Relationship between dyspnoea, pulmonary function and exercise capacity in patients with cystic fibrosis

W de Jong, C.P. van der Schans, G P Mannes, W M van Aalderen, R G Grevink, G H Koëter

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The median age of survival in patients with cystic fibrosis (CF) has improved considerably. Despite this improvement, deterioration of pulmonary function and decrease in exercise capacity are still the main problems for many patients. Although dyspnoea is a common complaint in CF patients, relatively little regard has been paid to this symptom. This study examined the relationship between dyspnoea, bicycle exercise capacity and pulmonary function in patients with CF. In 14 patients in a stable clinical condition, pulmonary function [forced expiratory volume in 1 s (FEV1), inspiratory vital capacity (IVC)], bicycle exercise capacity [maximum exercise capacity (Wmax)], subjective degree of dyspnoea during daily living [Medical Research Council (MRC) dyspnoea scale], and during exercise (Borg scale) were assessed. The mean (SD) age of the patients was 25 (6.8) years, FEV1 was 41 (19)% predicted, IVC was 63 (17)% predicted and FEV1/IVC ratio was 47 (10)%; median (range) Wmax was 55 (0-79)% predicted. Bicycle exercise test performance appeared to be mainly determined by pulmonary function and MRC dyspnoea grade; multiple regression equation containing FEV1 and dyspnoea accounted for 76% of the variance in Wmax (% predicted) (Wmax = -7.9 dysp + 1.1 FEV1, +24). Exercise dyspnoea, assessed by the Borg scale, showed a significant linear correlation with minute ventilation. (VE), maximal voluntary ventilation (MVV) (%) (r = 0.76; P < 0.001). Medical Research Council dyspnoea score correlated relatively poorly with FEV1 (% predicted) (r = -0.17; n.s.) and IVC (% predicted) (r = -0.48; n.s.). Borg score at maximal exercise did not correlate with MRC dyspnoea score (r = -0.07). Borg50% score correlated significantly with MRC dyspnoea score (r = 0.61; P < 0.05). These results show that dyspnoea has an influence on exercise capacity. Dyspnoea score showed a large inter-individual variation, not strongly related to pulmonary function. It is concluded that dyspnoea deserves more attention in CF patients and needs to be assessed in rehabilitation programmes and other intervention studies in these patients.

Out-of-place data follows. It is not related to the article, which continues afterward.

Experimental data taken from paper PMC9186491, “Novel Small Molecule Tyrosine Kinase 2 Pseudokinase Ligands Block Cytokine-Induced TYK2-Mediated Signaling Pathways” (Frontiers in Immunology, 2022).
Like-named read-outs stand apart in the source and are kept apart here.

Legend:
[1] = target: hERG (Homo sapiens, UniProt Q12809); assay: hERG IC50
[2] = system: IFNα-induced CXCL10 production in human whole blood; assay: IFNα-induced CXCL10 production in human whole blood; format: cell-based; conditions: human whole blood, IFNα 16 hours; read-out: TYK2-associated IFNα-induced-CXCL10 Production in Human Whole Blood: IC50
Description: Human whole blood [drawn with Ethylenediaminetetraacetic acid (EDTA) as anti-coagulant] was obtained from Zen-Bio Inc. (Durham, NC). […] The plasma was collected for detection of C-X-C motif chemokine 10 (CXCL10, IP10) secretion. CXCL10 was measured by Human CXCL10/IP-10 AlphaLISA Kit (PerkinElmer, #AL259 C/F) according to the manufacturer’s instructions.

Original languageEnglish
Pages (from-to)41-46
Number of pages6
JournalRespiratory Medicine
Issue number1
Publication statusPublished - 1 Jan 1997
Externally publishedYes


  • adolescent
  • adult
  • cystic fibrosis
  • dyspnea
  • exercise test
  • female
  • forced expiratory volume
  • humans
  • inspiratory capacity
  • male
  • pulmonary ventilation
  • regression analysis
  • severity of Illness Index
  • journal article


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